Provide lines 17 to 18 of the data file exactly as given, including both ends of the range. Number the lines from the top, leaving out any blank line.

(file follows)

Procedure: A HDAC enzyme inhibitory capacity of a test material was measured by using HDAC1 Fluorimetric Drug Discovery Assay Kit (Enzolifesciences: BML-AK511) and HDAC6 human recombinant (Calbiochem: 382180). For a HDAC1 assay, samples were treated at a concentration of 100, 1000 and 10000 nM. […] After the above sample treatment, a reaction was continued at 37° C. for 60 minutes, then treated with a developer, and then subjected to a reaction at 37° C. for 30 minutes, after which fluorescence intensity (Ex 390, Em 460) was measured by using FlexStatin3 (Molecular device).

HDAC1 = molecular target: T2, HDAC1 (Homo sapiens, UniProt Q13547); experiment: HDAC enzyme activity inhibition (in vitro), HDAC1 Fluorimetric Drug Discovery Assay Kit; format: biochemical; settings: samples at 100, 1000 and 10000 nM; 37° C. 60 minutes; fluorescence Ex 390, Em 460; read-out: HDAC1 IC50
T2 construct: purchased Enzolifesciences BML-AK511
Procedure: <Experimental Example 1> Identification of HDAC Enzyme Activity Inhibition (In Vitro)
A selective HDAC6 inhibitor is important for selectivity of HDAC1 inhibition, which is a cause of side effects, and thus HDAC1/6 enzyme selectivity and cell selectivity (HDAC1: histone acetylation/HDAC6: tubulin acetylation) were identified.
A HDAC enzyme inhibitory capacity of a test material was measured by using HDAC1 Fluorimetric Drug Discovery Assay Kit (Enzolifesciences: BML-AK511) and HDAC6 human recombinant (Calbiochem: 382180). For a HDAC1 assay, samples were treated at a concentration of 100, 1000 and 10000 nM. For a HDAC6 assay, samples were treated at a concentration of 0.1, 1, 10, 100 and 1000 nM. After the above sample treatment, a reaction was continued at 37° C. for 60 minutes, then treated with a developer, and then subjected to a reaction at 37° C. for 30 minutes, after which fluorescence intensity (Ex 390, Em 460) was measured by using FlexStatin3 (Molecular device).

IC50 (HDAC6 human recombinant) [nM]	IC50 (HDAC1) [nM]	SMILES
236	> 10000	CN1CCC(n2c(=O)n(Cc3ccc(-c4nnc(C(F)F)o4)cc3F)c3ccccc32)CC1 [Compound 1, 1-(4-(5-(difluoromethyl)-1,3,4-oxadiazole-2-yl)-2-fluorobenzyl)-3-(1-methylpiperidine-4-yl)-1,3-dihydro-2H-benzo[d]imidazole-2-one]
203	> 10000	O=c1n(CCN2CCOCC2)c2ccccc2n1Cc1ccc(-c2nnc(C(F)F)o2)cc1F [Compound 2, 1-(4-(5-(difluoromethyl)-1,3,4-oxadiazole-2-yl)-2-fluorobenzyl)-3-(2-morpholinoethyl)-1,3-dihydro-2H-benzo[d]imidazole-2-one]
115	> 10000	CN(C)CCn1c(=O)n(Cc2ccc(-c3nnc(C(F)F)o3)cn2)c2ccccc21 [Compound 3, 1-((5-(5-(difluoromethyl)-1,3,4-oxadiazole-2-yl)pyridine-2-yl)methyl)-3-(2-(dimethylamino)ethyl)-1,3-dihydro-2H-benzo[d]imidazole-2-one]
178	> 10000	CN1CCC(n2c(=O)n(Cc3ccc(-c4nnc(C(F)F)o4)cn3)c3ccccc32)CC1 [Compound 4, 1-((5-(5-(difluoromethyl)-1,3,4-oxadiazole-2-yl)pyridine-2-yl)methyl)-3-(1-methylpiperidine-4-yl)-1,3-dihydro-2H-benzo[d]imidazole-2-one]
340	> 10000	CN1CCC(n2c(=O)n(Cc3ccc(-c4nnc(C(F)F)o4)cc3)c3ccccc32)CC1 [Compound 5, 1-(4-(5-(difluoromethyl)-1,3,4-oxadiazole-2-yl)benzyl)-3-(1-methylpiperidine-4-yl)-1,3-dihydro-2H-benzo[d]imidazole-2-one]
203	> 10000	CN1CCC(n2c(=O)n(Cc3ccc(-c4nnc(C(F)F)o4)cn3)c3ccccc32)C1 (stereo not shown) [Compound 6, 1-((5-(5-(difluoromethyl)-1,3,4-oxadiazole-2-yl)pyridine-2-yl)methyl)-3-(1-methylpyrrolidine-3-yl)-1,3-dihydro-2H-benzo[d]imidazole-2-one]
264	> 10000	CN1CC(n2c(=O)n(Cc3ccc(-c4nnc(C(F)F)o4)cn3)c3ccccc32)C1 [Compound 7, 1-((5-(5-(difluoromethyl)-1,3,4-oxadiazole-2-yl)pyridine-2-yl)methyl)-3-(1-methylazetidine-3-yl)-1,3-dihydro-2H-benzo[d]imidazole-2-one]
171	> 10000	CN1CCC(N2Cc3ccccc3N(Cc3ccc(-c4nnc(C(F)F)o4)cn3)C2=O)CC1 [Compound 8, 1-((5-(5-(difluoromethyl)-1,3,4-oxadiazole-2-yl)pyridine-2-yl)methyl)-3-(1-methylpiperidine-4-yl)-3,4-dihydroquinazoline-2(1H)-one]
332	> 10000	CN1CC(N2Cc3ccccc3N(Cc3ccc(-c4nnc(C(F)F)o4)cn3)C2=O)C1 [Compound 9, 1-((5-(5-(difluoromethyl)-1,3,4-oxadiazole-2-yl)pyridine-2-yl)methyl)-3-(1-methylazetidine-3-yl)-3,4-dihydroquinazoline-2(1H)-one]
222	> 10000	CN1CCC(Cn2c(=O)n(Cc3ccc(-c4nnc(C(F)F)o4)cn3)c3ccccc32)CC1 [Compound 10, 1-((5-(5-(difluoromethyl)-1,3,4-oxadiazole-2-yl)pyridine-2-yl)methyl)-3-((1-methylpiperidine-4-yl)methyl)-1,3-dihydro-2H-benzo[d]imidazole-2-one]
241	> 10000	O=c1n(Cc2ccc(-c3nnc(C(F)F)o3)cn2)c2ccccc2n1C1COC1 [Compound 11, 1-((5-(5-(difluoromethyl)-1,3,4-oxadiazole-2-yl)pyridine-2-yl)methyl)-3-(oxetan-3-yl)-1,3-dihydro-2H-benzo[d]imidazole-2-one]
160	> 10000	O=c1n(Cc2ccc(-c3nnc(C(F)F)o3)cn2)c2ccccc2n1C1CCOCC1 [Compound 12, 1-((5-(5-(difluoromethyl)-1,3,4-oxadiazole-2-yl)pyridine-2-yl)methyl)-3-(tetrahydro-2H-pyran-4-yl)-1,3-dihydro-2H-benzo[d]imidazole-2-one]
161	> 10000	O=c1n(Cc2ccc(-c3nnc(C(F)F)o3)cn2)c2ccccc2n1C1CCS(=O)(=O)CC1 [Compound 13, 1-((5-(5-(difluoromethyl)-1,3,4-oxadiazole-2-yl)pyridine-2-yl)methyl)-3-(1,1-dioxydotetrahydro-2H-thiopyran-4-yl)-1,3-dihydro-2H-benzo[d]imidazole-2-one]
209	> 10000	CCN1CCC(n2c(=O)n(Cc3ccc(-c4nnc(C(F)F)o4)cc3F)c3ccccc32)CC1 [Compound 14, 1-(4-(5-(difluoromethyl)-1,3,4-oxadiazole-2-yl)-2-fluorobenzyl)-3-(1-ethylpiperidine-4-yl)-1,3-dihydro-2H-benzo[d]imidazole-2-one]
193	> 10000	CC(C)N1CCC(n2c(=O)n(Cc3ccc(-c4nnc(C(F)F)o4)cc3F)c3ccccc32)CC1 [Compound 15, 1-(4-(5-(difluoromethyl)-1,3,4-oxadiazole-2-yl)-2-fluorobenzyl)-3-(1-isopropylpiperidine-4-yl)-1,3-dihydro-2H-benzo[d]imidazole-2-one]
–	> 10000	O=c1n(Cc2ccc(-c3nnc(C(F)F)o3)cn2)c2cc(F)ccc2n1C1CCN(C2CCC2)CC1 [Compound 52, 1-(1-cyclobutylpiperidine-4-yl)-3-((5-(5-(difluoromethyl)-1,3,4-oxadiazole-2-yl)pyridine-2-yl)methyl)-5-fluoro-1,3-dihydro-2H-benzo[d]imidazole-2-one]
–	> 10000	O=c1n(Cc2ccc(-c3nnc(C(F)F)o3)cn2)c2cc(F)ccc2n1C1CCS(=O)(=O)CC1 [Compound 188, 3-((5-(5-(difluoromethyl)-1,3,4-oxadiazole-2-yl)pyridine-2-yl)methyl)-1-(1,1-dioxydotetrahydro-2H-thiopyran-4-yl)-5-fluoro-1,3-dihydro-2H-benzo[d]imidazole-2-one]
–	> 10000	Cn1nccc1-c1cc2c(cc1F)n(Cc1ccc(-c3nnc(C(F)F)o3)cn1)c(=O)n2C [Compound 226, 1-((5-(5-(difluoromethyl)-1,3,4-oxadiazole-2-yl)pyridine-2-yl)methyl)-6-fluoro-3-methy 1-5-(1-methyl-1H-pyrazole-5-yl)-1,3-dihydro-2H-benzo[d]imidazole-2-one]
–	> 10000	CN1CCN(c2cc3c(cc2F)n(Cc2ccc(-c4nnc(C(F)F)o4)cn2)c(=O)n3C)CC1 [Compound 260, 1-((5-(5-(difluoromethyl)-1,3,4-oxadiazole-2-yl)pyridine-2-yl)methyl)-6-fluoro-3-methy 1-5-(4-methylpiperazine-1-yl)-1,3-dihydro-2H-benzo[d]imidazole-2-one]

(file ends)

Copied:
222	> 10000	CN1CCC(Cn2c(=O)n(Cc3ccc(-c4nnc(C(F)F)o4)cn3)c3ccccc32)CC1 [Compound 10, 1-((5-(5-(difluoromethyl)-1,3,4-oxadiazole-2-yl)pyridine-2-yl)methyl)-3-((1-methylpiperidine-4-yl)methyl)-1,3-dihydro-2H-benzo[d]imidazole-2-one]
241	> 10000	O=c1n(Cc2ccc(-c3nnc(C(F)F)o3)cn2)c2ccccc2n1C1COC1 [Compound 11, 1-((5-(5-(difluoromethyl)-1,3,4-oxadiazole-2-yl)pyridine-2-yl)methyl)-3-(oxetan-3-yl)-1,3-dihydro-2H-benzo[d]imidazole-2-one]